(673j) Elucidation of Self-Assembly of Silk Fibroin Proteins into Functional Biomaterials

Authors: 
Min, Y., University of Akron
Zhang, Y., University of Akron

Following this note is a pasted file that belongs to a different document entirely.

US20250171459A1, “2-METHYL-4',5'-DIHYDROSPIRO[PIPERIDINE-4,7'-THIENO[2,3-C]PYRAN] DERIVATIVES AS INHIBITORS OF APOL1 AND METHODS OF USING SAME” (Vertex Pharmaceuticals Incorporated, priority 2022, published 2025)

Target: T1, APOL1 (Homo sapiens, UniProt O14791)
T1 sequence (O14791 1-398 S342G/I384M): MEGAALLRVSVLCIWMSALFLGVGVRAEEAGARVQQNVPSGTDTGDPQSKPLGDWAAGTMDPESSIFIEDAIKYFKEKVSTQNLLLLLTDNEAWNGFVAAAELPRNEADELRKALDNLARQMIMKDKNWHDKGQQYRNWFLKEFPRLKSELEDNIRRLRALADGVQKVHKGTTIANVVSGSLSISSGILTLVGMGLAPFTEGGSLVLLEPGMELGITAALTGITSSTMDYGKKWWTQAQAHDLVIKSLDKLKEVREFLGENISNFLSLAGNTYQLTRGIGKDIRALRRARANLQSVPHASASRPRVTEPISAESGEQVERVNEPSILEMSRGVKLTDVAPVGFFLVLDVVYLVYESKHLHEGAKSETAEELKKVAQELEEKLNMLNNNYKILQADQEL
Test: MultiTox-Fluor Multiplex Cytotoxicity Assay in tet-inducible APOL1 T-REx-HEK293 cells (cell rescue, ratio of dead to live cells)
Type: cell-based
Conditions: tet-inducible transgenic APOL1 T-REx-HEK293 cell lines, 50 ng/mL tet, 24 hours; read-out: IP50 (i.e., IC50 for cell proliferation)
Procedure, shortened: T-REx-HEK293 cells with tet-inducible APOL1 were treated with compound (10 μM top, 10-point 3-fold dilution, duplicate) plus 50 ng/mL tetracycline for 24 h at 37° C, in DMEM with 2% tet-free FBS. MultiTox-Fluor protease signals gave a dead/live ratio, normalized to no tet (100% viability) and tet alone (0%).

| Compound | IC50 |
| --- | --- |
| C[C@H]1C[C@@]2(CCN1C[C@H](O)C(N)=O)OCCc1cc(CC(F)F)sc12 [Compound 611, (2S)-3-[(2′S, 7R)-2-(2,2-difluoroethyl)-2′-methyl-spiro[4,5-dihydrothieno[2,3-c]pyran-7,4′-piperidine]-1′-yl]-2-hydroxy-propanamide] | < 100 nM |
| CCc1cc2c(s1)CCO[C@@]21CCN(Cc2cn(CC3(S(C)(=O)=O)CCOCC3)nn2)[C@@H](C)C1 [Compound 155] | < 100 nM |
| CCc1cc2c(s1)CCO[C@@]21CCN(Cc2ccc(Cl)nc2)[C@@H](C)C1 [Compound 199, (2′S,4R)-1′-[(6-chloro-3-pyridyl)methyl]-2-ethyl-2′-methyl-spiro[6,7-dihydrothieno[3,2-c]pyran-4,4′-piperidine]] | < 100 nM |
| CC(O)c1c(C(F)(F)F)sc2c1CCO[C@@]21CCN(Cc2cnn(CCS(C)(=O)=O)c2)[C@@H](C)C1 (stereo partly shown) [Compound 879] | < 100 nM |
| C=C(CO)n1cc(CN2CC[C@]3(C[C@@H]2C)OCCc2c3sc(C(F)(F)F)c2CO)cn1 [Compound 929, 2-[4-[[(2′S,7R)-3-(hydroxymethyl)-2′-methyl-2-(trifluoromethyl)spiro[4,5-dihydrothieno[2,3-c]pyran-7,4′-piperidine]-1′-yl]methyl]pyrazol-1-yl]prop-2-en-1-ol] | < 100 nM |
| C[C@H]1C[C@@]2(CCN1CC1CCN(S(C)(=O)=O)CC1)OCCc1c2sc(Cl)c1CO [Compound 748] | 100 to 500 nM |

After billions of years of evolution, nature has learned what works, what is appropriate, and what lasts. We aim to understand related phenomena and associated principles responsible for nature's building blocks and then to selectively adapt ideas from nature in order to engineer novel materials with unique and superior properties. In our research laboratory, mussels, silk, and lotus leaves are three key natural systems from which we get inspiration, particularly regarding their chemistry, composition, and structure. In this presentation, the structure-property relationships of Bombyx mori silk fibroin (SF) proteins will be discussed. Materials fabricated from SF proteins have been known to exhibit excellent eco/biocompatibility, biodegradability, and tunable mechanical properties. Although many applications of silk rely on thin films and sub-micron feature sizes, mechanisms and dynamics on the formation of specific structures (e.g. microneedles, spun fibers, or thin films) at the microscopic level have not been well addressed. In particular, there is a limited amount of information on how such structures self-assemble from their constituent molecules (i.e. SF proteins) and how the SF proteins interact with each other and behave in solution under nanoconfined environments. This presentation summarizes our recent studies and findings in this context. We have studied how SF protein polymers aggregate or bundle to form continuous fibers when they are pressed together and/or sheared against each other, using the Surface Forces Apparatus (SFA), as well as various mechanical characterization and microscopy imaging techniques. The presentation also involves the discussion and comparison of the complex dynamics of force profiles for SF proteins with other protein-based phenomena. We anticipate that the study of dynamics and self-assembly SF protein polymers is not only of fundamental research value, but also of practical significance for better designing and fabricating novel and reliable SF-based materials in nanoscale.